Singapore company setup specialist Rikvin anticipates that this will broaden the scope of cooperation in science and technology as well as education between India and Singapore.
Singapore and India have recently reaffirmed their bilateral ties and pledged further collaboration in the areas of science and technology as well as education. The pledge occurred during the second joint ministerial committee meeting between the Indian Prime Minister Manmohan Singh and Singapore’s Minister of Foreign Affairs, K Shanmugam, in New Delhi, India.
Singapore Company Registration specialist Rikvin is optimistic that the discussions following the meeting will pave the way for stronger economic ties between the two countries and benefit firms specializing in two focus areas discussed in the meeting i.e. education and science and technology. The discussions, when firmed up, may in turn boost employment for Singaporean as well as foreign professionals in these sectors.
Analysis by Rikvin shows that bilateral relations between India and Singapore has become stronger after both countries signed a Free Trade Agreement (FTA) called the Comprehensive Economic Cooperation Agreement (CECA) in 2005. As a result, trade between India and Singapore registered US$35 billion in 2011.
Singapore has also emerged as one of the largest source of FDI inflow into India, amounting to US$15.67 billion between April 2000 and November 2011. This accounts for 10% of total FDI inflow to India. Conversely, India is Singapore’s eighth largest foreign investor. According to figures from the Reserve Bank of India, the cumulative Indian FDI into Singapore was US$23.42 billion at the end of January 2012.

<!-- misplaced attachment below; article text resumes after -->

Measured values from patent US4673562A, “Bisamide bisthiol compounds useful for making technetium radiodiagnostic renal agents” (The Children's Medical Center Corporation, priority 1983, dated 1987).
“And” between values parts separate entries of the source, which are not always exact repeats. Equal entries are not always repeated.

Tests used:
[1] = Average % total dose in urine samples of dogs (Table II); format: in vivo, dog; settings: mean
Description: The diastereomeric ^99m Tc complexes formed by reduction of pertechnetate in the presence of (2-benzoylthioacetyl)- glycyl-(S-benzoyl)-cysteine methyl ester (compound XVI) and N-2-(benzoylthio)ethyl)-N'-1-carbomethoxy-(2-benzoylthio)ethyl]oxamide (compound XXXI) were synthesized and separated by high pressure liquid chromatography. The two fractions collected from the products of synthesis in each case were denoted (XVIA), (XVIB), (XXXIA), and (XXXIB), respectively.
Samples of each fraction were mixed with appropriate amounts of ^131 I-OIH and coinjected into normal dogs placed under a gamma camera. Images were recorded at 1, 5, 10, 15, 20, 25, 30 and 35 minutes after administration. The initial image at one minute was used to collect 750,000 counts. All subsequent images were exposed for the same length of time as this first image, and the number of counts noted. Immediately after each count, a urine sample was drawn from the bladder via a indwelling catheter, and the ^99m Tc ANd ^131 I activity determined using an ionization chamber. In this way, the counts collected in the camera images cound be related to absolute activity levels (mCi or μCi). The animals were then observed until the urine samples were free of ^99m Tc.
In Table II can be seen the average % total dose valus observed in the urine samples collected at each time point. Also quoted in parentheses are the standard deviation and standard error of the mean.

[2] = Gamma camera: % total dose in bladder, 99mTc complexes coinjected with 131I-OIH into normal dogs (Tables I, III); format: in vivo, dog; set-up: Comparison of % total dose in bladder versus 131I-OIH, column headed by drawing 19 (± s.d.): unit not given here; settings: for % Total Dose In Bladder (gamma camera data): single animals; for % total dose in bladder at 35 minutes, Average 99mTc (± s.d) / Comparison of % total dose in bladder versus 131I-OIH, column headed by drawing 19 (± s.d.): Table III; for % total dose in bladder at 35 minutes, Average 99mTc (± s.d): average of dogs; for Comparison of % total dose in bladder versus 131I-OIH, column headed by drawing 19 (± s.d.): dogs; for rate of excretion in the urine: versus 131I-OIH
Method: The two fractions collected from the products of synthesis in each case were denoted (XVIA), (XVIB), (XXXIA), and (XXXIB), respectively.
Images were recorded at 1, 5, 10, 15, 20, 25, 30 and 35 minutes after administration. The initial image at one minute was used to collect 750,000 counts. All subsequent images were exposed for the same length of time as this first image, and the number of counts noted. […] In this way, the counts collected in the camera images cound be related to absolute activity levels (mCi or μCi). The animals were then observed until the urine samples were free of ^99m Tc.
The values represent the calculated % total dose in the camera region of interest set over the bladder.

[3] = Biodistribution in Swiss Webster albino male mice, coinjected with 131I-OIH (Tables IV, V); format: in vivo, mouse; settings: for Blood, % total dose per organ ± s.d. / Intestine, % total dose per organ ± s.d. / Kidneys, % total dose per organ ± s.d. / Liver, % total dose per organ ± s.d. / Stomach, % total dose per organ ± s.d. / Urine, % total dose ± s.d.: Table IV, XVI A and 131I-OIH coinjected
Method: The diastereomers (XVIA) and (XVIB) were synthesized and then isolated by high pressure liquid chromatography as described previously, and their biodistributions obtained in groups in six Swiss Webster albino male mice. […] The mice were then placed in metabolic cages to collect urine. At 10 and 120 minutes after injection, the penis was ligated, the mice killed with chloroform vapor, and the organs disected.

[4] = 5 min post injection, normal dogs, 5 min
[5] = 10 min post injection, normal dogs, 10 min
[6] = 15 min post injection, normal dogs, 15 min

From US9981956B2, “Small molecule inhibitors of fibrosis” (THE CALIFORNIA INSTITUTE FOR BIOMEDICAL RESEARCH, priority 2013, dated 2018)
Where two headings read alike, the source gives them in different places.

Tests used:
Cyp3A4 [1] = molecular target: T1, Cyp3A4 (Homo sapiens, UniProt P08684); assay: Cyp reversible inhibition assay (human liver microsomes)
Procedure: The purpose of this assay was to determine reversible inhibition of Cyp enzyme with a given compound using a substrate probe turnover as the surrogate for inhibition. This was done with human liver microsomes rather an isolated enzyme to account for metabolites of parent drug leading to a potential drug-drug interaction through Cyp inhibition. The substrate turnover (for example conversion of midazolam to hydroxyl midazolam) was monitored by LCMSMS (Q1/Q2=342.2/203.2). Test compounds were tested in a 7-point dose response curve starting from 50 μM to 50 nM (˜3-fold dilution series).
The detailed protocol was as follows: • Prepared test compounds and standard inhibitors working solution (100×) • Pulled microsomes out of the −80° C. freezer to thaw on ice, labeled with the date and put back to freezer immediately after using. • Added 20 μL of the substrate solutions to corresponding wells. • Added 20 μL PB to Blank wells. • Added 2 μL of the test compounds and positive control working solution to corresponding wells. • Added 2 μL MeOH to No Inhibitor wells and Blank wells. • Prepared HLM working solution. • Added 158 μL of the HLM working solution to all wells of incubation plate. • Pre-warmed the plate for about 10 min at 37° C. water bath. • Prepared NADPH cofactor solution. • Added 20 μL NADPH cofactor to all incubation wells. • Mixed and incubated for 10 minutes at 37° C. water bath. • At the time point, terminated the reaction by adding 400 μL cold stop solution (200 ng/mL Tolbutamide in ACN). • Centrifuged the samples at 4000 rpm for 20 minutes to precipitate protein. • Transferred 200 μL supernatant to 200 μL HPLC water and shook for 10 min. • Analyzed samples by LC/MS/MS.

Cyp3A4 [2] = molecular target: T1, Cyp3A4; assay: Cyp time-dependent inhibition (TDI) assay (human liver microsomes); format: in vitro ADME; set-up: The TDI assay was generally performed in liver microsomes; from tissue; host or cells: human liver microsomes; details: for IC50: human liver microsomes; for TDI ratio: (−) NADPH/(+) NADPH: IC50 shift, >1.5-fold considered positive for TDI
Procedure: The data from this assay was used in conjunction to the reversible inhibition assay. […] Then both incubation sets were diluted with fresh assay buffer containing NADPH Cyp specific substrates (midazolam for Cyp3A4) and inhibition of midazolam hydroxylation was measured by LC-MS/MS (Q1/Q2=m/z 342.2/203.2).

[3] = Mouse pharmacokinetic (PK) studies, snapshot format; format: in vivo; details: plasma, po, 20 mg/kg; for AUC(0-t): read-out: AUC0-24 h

Singapore is also India’s largest trade and investment partner in ASEAN, and in recent years has become a preferred location for company incorporation for Indian entrepreneurs keen on growing their business in the Asia Pacific region. There are currently approximately 4,000 Indian companies that have opted Singapore company formation, and trade observers claim may reach 6,000 over the next two to three years. According to a recent report by the Singapore Economic Development Board (EDB), Indian companies form the single largest foreign business community in Singapore.
Other than strong bilateral relations, Rikvin has recognized five major factors that play a role in attracting Indian businesses, investors and professional to set up a company in the city-state i.e. 1) attractive Singapore corporate taxand personal income tax rates, 2) the ease of doing and setting up business in Singapore, 3) Singapore’s extensive network of tax treaties (FTAs and DTAs), 4) absence of capital gains tax and 5) lower lending rates offered by banks in Singapore.
Commenting on Singapore’s continued attractiveness for Indian investments and diaspora, Mr. Satish Bakhda, Head of Rikvin Operations, said, “Other factors include Singapore’s pro-business environment, which is backed by sound corporate governance as well as strong cultural affinity due to the presence of a large Indian community here. We anticipate that discussions to bolster the education as well as science and technology sectors will bode well for professionals from both economies. Furthermore, as both India and Singapore pledge to amend the CECA this year, we can look forward to closer business synergies in other sectors as well.”
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